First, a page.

BDA calls for NHS to provide more healthy diet support


The British Dietetic Association (BDA) is calling for the NHS to provide more support for people wanting to eat healthily.

The organisation’s rally cry comes after almost 40% of people surveyed in April this year said they wanted access to a registered dietitian for advice and support.

Fewer than 7,000 dietitians are employed by the NHS, meaning people have to wait weeks to see a dietitian when referred by a GP or consultant, the BDA says.

On Thursday, Spanish researchers addressed the dangers of ultra-processed foods, prompting proposals for taxation and marketing restrictions. Worryingly, even though dietary elements such as high sugar and high carb foods are being rightly being called out as dangerous for health, the BDA found that some people rely on distinctly untrustworthy sources of dietary information.

The BDA survey revealed that many people continue to get their information about healthy eating from TV shows and social media, rather than from expert, trustworthy sources.

Linia Patel from the BDA said: “It isn’t surprising that people are getting so much of their advice from online and on the telly, but the problem is this advice is often not based on scientific evidence. The internet now means we’ve got access to more information than ever before, and it can be difficult to sift the fact from the fiction.”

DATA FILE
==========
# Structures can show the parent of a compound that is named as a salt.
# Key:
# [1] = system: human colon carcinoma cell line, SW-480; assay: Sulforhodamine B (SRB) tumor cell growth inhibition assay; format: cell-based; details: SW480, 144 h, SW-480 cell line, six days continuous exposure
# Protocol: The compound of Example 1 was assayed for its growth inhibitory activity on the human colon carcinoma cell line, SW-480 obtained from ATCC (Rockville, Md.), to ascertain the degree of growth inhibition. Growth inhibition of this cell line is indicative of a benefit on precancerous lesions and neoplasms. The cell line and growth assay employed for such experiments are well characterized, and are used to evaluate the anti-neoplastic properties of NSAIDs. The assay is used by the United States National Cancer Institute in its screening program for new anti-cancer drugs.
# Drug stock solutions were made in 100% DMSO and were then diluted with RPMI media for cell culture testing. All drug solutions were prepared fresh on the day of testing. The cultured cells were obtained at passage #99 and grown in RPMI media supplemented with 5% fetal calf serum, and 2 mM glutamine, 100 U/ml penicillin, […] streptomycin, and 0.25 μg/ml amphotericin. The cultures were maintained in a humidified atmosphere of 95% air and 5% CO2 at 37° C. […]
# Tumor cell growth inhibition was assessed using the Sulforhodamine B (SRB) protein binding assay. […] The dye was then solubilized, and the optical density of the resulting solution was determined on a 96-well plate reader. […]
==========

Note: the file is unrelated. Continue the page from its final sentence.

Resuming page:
Recent NHS figures reveal that 29% of the adult population in the UK is obese, which increases the risk of type 2 diabetes and heart disease. Yet the BDA’s survey data also showed that two thirds of Brits think advice on healthy eating is clear.

Platforms such as Diabetes Digital Media’s NHS approved Low Carb Program app are showing that people can lose weight and improve their blood glucose levels by eating a real-food diet, and the BDA has urged for additional NHS action in tackling poor diet.

Caroline Bovey, chair of the BDA, added: “Dietetic services across the UK are doing an amazing job but they could be doing so much more. Bad diet is the single biggest lifestyle factor in determining ill health – even more than smoking – so it is ridiculous that we have so few health professionals who specialise in diet and nutrition.

This survey shows there is significant demand from the public – governments and commissioners need to ensure they are meeting this need.”



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